On April 22, 2013, a federal judge issued an order ruling that the U.S. Food and Drug Administration (FDA) had violated the Food Safety and Modernization Act of 2010 (FSMA) by “failing to promulgate the FSMA regulations by the statutory deadlines.” The case, Ctr. for Food Safety v. Hamburg, No. 12-4529 (U.S. Dist. Ct., N.D. Cal., filed August 29, 2012), had been brought by the Center for Food Safety and the Center for Environmental Health, who jointly filed a complaint in California federal court against the FDA seeking declaratory and injunctive relief for “failure to act” and to compel FDA to promulgate and finalize the required regulations by certain dates (e.g., stipulated deadlines or expedited dates).

In their motion, Plaintiffs contend that FDA has missed seven of FSMA’s statutory deadlines, thereby “failing to implement FSMA’s major food safety regulations” and putting millions of lives at risk from contracting food-borne illnesses. Those seven rules include:

  1. Preventive Controls for Human Food
  2. Produce Safety Standards
  3. Foreign Supplier Verification Program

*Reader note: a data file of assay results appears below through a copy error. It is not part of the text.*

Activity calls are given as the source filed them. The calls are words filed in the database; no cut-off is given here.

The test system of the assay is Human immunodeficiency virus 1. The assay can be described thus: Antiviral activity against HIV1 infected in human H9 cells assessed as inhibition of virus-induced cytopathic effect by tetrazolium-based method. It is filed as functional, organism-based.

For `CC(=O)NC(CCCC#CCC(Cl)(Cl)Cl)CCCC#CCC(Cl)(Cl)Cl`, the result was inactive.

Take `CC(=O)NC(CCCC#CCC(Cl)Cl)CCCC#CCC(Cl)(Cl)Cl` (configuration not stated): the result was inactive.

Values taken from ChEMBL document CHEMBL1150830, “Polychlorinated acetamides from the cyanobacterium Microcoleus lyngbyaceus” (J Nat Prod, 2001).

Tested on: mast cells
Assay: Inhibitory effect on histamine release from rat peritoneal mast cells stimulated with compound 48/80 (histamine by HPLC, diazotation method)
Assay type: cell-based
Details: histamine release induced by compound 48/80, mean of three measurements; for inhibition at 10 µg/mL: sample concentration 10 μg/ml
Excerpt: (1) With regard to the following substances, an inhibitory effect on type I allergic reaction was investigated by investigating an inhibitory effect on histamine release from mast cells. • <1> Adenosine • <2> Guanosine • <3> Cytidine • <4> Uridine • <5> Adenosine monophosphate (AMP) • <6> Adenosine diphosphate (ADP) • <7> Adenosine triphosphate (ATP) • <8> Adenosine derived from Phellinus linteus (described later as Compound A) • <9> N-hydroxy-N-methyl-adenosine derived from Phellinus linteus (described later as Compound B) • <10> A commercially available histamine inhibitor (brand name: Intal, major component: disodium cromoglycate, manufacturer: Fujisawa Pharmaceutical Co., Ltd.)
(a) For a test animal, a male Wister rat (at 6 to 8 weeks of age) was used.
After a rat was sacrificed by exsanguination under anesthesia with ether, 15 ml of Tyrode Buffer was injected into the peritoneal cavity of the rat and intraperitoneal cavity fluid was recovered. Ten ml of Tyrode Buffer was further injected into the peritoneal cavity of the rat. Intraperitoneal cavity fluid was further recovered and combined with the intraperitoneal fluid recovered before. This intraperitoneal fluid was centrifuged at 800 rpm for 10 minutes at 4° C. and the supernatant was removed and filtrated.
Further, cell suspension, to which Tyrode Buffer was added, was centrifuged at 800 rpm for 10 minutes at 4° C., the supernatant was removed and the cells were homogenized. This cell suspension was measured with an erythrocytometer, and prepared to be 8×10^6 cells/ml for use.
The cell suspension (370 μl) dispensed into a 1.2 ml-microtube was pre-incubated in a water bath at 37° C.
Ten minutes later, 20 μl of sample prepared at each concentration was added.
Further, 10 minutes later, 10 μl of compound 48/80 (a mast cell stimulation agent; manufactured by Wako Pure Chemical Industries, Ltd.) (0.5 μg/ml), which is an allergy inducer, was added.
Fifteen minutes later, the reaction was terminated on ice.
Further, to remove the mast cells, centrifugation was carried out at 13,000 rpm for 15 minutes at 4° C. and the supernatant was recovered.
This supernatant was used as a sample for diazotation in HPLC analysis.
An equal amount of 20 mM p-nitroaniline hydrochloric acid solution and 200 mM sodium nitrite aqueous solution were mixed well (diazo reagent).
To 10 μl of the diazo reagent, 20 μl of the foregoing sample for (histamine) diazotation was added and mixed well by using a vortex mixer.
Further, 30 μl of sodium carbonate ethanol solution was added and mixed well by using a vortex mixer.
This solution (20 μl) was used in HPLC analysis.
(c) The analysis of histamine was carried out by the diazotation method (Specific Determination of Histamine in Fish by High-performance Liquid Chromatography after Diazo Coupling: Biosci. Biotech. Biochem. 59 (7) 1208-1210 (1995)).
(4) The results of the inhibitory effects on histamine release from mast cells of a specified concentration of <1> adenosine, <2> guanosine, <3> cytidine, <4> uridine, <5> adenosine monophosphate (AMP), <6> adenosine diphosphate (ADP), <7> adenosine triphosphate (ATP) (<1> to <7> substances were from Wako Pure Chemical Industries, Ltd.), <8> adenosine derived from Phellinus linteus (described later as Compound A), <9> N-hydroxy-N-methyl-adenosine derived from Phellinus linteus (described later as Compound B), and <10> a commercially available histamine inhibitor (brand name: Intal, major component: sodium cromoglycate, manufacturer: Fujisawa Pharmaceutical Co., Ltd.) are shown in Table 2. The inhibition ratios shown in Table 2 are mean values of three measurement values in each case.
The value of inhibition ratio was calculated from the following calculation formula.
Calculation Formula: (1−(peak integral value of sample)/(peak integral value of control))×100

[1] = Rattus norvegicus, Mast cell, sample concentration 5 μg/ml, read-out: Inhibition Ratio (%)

4. Preventive Controls for Animal Food
  5. Intentional Adulteration
  6. Sanitary Transport
  7. Accredited Third Parties

In fact, as we reported previously, FDA has already issued two major proposed rules—Current Good Manufacturing Practice and Hazard Analysis and Risk-Based Preventive Controls for Human Food” and “Standards for Growing, Harvesting, Packing and Holding of Produce for Human Consumption”—which implement some of these statutory requirements, but the rest of these required rules remain outstanding.

Despite FDA’s contention that it had been working diligently to develop the required regulations, and the issuance of the two aforementioned proposed rules, the court found declaratory relief proper in light of FDA’s admitted failure to comply with the statutorily-imposed rulemaking schedule. The court also found that the imposition of an injunction imposing deadlines for finalization of regulations “would be consistent with the underlying purposes of the FMSA,” but agreed with FDA that “the purpose of ensuring food safety will not be served by the issuance of regulations that are insufficiently considered, based on a timetable that is unconnected to the magnitude of the task set by Congress.”

Therefore, the judge ordered the parties to meet and confer, and prepare a joint written statement setting forth proposed deadlines that must be submitted no later than May 20, 2013. By that date, we expect that implementation of FSMA rules will change from an open-ended process to a closed-ended one. We continue to monitor and provide updates regarding FDA’s implementation of these proposed rules and are anxiously awaiting the joint statement from the two parties.